Table 3

Estimated minimum sample sizes (control + experimental group) needed to have an 80% probability (i.e. power = 0.8) to detect statistical differences in survival/premature return between infested and control fish (survival ratio, RR), with a confidence of 95% (i.e. alpha = 0.05), given that there are the same number of fish in both groups (k = 1)

RR

Minimum Sample Size

1.5

2198

2

660

5

84

10

30

All estimates are based on results from our pilot study and performed using the function ssizeCT from the R library powerSurvEpi

Distance to freshwater

Sea trout made use of the entire fjord, and were also located up to 5.3 km up from the Nævestadfjorden outlet (Fig. 3). The distance to freshwater (defined as the distance to the Nævestadfjorden outlet; Fig. 1) increased significantly with body size (p < 0.001, Fig. 4, Table 4). The mean daily distance to freshwater was shorter for infested fish (4.0 km) compared to the control group (4.9 km) but the difference was not significant (p = 0.136; Table 4, Figs. 3 and 4).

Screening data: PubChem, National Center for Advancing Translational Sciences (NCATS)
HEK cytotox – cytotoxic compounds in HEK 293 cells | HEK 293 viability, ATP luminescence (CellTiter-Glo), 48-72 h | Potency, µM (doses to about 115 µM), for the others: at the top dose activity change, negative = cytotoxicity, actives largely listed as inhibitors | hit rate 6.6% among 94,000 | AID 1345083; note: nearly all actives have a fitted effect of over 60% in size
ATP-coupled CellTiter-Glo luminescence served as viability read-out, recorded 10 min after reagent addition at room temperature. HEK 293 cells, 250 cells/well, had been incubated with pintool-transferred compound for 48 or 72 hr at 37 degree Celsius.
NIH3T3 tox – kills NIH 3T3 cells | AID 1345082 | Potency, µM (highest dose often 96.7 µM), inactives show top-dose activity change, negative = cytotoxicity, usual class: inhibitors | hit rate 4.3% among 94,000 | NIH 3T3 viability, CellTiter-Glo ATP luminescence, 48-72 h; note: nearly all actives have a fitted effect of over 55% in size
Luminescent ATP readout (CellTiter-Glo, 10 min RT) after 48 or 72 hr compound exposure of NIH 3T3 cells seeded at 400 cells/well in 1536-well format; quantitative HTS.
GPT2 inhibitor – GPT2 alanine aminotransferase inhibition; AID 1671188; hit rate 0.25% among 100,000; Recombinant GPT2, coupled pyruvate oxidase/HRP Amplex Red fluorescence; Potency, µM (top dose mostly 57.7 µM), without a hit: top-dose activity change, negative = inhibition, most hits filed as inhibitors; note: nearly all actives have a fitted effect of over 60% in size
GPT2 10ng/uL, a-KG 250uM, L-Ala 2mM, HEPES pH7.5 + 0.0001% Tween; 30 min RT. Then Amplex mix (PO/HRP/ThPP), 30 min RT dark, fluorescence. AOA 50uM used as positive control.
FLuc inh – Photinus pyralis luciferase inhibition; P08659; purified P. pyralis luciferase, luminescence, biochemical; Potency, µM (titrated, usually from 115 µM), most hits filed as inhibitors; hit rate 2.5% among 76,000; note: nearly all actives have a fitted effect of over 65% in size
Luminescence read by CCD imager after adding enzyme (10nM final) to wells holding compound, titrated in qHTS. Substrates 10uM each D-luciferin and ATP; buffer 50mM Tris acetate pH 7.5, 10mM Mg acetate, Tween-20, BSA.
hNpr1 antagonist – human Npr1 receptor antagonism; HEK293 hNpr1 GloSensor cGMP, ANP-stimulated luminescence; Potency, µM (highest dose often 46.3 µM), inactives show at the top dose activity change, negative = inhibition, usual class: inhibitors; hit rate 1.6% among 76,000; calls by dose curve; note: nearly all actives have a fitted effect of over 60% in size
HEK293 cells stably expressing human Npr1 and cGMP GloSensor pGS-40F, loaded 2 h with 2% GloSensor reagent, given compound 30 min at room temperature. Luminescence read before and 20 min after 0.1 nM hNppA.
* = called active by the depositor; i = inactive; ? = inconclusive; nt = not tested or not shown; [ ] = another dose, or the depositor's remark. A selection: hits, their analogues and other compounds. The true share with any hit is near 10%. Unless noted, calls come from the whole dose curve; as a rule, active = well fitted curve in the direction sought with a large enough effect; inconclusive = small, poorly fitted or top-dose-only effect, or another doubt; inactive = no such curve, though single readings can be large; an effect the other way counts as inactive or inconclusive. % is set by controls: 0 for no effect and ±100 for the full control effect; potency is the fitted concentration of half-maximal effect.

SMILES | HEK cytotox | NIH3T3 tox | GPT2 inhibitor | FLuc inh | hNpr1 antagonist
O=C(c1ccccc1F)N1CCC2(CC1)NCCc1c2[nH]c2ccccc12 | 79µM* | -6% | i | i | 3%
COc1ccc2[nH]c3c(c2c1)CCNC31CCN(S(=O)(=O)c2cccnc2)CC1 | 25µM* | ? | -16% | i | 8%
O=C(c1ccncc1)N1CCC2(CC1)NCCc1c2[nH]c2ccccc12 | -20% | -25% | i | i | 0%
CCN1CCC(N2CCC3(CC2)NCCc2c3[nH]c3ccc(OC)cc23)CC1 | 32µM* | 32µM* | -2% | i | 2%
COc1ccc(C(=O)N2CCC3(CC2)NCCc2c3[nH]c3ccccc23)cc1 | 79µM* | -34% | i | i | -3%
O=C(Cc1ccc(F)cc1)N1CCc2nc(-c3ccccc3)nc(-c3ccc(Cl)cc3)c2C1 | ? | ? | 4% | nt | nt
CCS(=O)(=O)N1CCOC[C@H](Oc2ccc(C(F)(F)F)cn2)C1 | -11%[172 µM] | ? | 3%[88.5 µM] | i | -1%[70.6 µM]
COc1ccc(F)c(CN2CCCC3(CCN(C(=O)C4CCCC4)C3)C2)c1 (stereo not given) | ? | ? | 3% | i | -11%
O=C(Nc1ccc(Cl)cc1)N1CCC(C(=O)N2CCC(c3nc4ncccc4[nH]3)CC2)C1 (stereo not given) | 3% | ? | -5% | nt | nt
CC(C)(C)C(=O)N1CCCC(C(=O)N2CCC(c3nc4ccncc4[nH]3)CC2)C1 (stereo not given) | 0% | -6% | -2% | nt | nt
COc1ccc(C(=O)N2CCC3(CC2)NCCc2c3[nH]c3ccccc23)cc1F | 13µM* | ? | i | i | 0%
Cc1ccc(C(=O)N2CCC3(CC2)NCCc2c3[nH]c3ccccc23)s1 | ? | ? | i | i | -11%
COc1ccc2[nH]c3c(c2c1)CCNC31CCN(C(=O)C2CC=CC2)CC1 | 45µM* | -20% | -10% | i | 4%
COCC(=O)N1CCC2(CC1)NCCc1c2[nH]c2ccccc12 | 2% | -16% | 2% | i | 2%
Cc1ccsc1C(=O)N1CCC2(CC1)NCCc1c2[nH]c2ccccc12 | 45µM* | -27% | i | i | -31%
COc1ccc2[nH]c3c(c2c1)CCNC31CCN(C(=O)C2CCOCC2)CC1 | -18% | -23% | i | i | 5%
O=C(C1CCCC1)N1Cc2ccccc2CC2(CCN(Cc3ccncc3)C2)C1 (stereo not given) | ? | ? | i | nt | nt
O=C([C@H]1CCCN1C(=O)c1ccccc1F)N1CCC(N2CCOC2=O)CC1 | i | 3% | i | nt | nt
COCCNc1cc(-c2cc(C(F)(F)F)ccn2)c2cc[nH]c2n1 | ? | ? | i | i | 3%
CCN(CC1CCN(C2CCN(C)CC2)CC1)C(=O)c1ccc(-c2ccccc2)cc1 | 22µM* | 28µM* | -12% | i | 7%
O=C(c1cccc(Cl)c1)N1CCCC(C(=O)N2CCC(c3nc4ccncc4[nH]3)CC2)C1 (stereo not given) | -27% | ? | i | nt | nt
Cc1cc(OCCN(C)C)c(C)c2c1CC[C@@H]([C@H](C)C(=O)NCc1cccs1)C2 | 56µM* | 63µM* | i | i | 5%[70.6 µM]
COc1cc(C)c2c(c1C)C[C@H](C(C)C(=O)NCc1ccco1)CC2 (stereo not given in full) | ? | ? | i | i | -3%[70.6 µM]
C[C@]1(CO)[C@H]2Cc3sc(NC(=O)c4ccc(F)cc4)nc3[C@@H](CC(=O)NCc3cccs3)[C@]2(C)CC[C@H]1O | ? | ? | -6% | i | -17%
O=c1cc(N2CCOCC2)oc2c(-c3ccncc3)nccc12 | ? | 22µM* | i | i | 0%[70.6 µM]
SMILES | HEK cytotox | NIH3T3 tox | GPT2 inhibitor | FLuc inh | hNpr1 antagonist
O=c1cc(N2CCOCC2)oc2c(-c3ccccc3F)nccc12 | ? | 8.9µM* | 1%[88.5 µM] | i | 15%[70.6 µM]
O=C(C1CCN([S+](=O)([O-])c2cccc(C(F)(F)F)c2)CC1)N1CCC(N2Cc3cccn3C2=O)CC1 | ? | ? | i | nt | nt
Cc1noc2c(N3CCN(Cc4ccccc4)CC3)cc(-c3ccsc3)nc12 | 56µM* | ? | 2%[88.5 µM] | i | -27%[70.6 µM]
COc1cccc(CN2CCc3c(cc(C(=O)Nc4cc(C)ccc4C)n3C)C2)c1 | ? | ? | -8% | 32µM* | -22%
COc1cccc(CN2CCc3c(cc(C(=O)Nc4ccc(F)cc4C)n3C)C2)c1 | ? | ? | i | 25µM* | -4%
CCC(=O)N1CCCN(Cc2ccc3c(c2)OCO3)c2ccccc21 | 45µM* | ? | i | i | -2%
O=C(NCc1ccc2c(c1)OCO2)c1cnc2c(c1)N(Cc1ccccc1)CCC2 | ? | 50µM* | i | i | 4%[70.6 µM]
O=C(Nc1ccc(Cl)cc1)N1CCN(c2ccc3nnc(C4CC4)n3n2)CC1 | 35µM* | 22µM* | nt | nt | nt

Fig. 3

Trout positions (centres of activity), coloured per group (control and infested). Distance to freshwater was calculated as the linear distance to the black solid line. Positions in freshwater (light-blue areas) were attributed negative distances

Fig. 4

Mean daily distance to freshwater, mean daily depth and mean daily salinity used of sea trout (Salmo trutta) post-smolts, as a function of group (control, n = 14 vs infested, n = 14) and body length

Table 4

Model coefficients (β) and corresponding standard errors (SE), t values and significance levels (P), describing the effect of group and body size on mean daily distance to freshwater, mean depth and mean salinity used by sea trout in Sandnesfjord